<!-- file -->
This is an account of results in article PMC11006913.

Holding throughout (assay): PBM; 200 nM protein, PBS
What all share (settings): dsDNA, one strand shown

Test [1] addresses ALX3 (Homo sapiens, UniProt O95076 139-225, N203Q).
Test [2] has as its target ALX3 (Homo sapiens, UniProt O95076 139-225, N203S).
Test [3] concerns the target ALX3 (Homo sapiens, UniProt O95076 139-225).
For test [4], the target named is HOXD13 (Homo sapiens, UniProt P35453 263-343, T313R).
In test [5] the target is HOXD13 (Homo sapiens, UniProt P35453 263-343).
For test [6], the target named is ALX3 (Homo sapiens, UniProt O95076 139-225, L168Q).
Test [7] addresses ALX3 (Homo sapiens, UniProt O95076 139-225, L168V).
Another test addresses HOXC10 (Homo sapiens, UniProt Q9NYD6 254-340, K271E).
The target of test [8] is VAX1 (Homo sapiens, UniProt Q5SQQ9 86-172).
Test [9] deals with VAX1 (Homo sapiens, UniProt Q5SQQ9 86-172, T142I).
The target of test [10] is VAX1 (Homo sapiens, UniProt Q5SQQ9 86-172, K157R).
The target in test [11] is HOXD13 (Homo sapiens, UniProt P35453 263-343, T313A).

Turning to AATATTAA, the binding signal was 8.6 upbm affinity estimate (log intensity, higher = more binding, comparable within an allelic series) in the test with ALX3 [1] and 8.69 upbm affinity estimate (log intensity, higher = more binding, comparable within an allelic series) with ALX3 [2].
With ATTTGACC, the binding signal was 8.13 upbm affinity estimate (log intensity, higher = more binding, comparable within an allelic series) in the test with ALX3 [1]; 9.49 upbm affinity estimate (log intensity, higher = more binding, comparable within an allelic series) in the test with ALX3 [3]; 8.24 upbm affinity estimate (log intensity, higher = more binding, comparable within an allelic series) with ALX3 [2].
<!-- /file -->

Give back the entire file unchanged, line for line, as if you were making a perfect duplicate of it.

This is an account of results in article PMC11006913.

Holding throughout (assay): PBM; 200 nM protein, PBS
What all share (settings): dsDNA, one strand shown

Test [1] addresses ALX3 (Homo sapiens, UniProt O95076 139-225, N203Q).
Test [2] has as its target ALX3 (Homo sapiens, UniProt O95076 139-225, N203S).
Test [3] concerns the target ALX3 (Homo sapiens, UniProt O95076 139-225).
For test [4], the target named is HOXD13 (Homo sapiens, UniProt P35453 263-343, T313R).
In test [5] the target is HOXD13 (Homo sapiens, UniProt P35453 263-343).
For test [6], the target named is ALX3 (Homo sapiens, UniProt O95076 139-225, L168Q).
Test [7] addresses ALX3 (Homo sapiens, UniProt O95076 139-225, L168V).
Another test addresses HOXC10 (Homo sapiens, UniProt Q9NYD6 254-340, K271E).
The target of test [8] is VAX1 (Homo sapiens, UniProt Q5SQQ9 86-172).
Test [9] deals with VAX1 (Homo sapiens, UniProt Q5SQQ9 86-172, T142I).
The target of test [10] is VAX1 (Homo sapiens, UniProt Q5SQQ9 86-172, K157R).
The target in test [11] is HOXD13 (Homo sapiens, UniProt P35453 263-343, T313A).

Turning to AATATTAA, the binding signal was 8.6 upbm affinity estimate (log intensity, higher = more binding, comparable within an allelic series) in the test with ALX3 [1] and 8.69 upbm affinity estimate (log intensity, higher = more binding, comparable within an allelic series) with ALX3 [2].
With ATTTGACC, the binding signal was 8.13 upbm affinity estimate (log intensity, higher = more binding, comparable within an allelic series) in the test with ALX3 [1]; 9.49 upbm affinity estimate (log intensity, higher = more binding, comparable within an allelic series) in the test with ALX3 [3]; 8.24 upbm affinity estimate (log intensity, higher = more binding, comparable within an allelic series) with ALX3 [2].